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Social Issues
Melting Ice: These Guys Have Done The Impossible; They Made It Across The Arctic In A Sailboat
September 25, 2012
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When it comes to climate change, we've heard the warnings. We've heard the scientists. We've heard the political spin.

But sometimes, it's hard to truly understand the effects and the consequences. Take the Arctic, for example.

Just last week, scientists said the ice cover in the far north has melted to the lowest level ever recorded. And they said it's happening faster than anyone thought.

But unless you've been up there, it's still just a warning. Not that it isn't true. But you know the old saying "seeing is believing."

Well, the Atlantic has a story about three sailors (from Canada, the U.S. and Sweden) who just got back from the Arctic and as one of them put it "You do not need to be a scientist to see the environmental change in the climate."

Nicolas Peissel of Montreal, his cousin Morgan Peissel from Boston and his friend Edvin Buregren from Varberg, Sweden actually got through the Northwest Passage.

Not with an icebreaker. With a sail boat. No engine. Nothing to reinforce it to handle the ice. All they had was your standard 31-foot fiberglass sail boat.

That is crazy, especially when you consider that even in the summer, many passages in the Arctic are still blocked by ice. And the idea of going through the far north - from the Atlantic Ocean to the Pacific - in anything but a massive icebreaker has been all but impossible.

But these three guys made the complete Northwest crossing.

Here's a map the Atlantic posted to show you the route they took.


Ultimately, they went much further up the West Coast of Greenland (than you typically would) to the highest latitude possible before turning south.

"We reached 78 degrees latitude where we were stopped by the polar ice cap," Nicolas Peissel said. "It was a wall of ice."

From there, they eventually made their way to Resolute, in Nunavut. But instead of turning south at that point (as per the traditional northwest passage), they wanted to do the northern route.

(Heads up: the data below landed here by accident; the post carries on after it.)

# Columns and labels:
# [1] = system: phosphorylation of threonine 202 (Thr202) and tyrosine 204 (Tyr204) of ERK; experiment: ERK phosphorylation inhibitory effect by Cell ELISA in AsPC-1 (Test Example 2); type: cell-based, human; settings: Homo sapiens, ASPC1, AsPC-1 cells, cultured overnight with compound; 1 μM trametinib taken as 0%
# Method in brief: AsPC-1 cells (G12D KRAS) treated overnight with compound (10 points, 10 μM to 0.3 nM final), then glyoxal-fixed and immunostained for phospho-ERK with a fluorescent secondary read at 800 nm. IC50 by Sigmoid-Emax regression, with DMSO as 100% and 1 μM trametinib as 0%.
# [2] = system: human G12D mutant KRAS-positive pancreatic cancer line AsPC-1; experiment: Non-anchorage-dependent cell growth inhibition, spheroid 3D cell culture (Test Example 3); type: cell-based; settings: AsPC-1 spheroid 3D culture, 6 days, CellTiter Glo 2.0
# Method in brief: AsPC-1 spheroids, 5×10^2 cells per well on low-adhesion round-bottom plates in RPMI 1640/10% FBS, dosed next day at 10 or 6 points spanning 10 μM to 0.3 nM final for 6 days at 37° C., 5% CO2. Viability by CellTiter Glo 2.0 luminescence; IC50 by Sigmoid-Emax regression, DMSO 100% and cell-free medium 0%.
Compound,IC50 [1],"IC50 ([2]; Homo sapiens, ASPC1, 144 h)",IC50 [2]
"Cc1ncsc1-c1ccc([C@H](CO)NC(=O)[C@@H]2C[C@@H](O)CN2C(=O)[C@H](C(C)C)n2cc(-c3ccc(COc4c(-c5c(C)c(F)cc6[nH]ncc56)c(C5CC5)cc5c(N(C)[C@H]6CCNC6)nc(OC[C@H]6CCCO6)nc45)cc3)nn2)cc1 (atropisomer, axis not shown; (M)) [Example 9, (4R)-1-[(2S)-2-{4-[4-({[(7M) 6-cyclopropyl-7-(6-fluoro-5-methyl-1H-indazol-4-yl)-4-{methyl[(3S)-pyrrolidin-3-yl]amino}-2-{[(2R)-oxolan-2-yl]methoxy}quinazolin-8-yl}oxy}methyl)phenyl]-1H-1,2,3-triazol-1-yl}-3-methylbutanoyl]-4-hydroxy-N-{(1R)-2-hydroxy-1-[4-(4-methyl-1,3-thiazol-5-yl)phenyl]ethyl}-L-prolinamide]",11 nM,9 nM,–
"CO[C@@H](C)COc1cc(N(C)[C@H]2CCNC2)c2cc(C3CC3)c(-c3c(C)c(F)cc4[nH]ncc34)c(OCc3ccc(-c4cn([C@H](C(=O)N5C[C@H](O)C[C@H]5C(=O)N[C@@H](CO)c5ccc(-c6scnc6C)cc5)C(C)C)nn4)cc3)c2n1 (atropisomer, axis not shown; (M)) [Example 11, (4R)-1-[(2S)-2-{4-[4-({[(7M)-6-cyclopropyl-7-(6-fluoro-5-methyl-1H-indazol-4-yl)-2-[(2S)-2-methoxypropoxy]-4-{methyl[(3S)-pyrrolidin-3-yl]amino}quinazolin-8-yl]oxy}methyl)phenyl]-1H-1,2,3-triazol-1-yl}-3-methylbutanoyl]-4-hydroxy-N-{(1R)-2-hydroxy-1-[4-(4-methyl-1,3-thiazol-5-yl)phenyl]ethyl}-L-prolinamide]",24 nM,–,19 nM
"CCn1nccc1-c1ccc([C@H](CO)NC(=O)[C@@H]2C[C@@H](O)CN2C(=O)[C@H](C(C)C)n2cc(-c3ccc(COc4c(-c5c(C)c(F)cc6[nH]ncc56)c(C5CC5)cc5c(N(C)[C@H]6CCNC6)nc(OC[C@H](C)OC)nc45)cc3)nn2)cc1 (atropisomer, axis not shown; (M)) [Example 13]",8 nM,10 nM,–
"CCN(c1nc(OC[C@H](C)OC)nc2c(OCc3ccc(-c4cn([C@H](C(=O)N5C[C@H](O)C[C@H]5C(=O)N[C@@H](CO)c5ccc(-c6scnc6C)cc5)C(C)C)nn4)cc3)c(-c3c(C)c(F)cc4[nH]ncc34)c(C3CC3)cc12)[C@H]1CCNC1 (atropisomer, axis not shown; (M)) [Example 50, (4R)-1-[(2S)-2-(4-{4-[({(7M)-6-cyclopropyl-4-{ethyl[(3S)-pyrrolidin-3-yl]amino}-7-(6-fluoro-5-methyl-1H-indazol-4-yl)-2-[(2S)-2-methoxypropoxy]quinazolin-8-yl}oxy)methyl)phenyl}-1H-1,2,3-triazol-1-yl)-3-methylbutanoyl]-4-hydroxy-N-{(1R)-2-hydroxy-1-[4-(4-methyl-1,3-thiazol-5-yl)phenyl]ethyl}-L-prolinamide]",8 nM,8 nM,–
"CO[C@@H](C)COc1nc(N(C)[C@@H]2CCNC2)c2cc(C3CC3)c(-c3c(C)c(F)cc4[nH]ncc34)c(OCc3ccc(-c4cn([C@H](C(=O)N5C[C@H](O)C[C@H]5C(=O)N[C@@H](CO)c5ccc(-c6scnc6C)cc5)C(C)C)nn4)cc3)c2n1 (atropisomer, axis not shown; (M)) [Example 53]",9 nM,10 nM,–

That took them toward Viscount Melville Sound and eventually the M'Clure strait. To give you an idea of how risky that was, officials with Ice Services Canada warned them not to go, because the winds were going to shift and push huge pieces of ice south, closing the channel.

If they did decide to go, they'd have a "48-hour window." So, Peissel and his crewmates set off and made it all the way through in a sail boat.

Actually, they had to make it through because the ice was closing up behind them and there was no way to turn around.

"We became quite nervous," Peissel told the Atlantic. "If the rest of the ice had sealed us in, we would have certainly had to spend the winter in the Arctic."

But he said "the fact that both (routes) were melted at the same time, and that we were able to sail through... is quite telling of the change taking place in the Arctic at the moment."

From there, as they wrote on their blog "We sailed out into open waters, the wind and seas died immediately transforming the churning sea to a peaceful place allowing us to travel south quickly to the Arctic Circle."

The sailors say they wanted to do this, partly for the adventure, but mainly to show the impact of climate change in a real, tangible way.

They say they would never have been able to make it in the past. But now so much ice has melted, the impossible has become alarmingly possible.

You can read the entire story on The Atlantic's website.

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